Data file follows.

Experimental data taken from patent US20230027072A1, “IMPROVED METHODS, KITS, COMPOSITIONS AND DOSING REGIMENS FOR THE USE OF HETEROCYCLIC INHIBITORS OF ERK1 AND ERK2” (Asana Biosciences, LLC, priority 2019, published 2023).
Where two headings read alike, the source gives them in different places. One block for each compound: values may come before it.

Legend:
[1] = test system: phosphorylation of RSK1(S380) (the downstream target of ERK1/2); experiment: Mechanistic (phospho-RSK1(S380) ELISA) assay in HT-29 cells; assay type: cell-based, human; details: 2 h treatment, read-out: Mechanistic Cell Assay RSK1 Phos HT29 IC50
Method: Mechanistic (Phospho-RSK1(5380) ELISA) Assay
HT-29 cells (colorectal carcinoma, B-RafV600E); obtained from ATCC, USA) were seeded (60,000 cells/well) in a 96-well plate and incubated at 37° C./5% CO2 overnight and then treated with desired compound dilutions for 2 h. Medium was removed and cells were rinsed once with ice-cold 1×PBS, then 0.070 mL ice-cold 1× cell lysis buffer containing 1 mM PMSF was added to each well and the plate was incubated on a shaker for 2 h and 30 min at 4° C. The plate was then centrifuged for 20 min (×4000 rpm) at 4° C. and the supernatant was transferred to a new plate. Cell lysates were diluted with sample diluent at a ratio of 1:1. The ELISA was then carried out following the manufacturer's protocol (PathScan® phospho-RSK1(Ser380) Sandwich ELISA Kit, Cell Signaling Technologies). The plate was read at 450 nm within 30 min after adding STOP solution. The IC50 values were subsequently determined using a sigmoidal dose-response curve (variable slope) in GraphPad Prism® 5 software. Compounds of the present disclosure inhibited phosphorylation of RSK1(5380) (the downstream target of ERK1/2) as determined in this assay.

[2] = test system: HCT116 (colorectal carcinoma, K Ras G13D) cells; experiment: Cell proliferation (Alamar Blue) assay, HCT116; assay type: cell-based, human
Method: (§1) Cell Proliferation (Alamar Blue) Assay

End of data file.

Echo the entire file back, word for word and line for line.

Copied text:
Experimental data taken from patent US20230027072A1, “IMPROVED METHODS, KITS, COMPOSITIONS AND DOSING REGIMENS FOR THE USE OF HETEROCYCLIC INHIBITORS OF ERK1 AND ERK2” (Asana Biosciences, LLC, priority 2019, published 2023).
Where two headings read alike, the source gives them in different places. One block for each compound: values may come before it.

Legend:
[1] = test system: phosphorylation of RSK1(S380) (the downstream target of ERK1/2); experiment: Mechanistic (phospho-RSK1(S380) ELISA) assay in HT-29 cells; assay type: cell-based, human; details: 2 h treatment, read-out: Mechanistic Cell Assay RSK1 Phos HT29 IC50
Method: Mechanistic (Phospho-RSK1(5380) ELISA) Assay
HT-29 cells (colorectal carcinoma, B-RafV600E); obtained from ATCC, USA) were seeded (60,000 cells/well) in a 96-well plate and incubated at 37° C./5% CO2 overnight and then treated with desired compound dilutions for 2 h. Medium was removed and cells were rinsed once with ice-cold 1×PBS, then 0.070 mL ice-cold 1× cell lysis buffer containing 1 mM PMSF was added to each well and the plate was incubated on a shaker for 2 h and 30 min at 4° C. The plate was then centrifuged for 20 min (×4000 rpm) at 4° C. and the supernatant was transferred to a new plate. Cell lysates were diluted with sample diluent at a ratio of 1:1. The ELISA was then carried out following the manufacturer's protocol (PathScan® phospho-RSK1(Ser380) Sandwich ELISA Kit, Cell Signaling Technologies). The plate was read at 450 nm within 30 min after adding STOP solution. The IC50 values were subsequently determined using a sigmoidal dose-response curve (variable slope) in GraphPad Prism® 5 software. Compounds of the present disclosure inhibited phosphorylation of RSK1(5380) (the downstream target of ERK1/2) as determined in this assay.

[2] = test system: HCT116 (colorectal carcinoma, K Ras G13D) cells; experiment: Cell proliferation (Alamar Blue) assay, HCT116; assay type: cell-based, human
Method: (§1) Cell Proliferation (Alamar Blue) Assay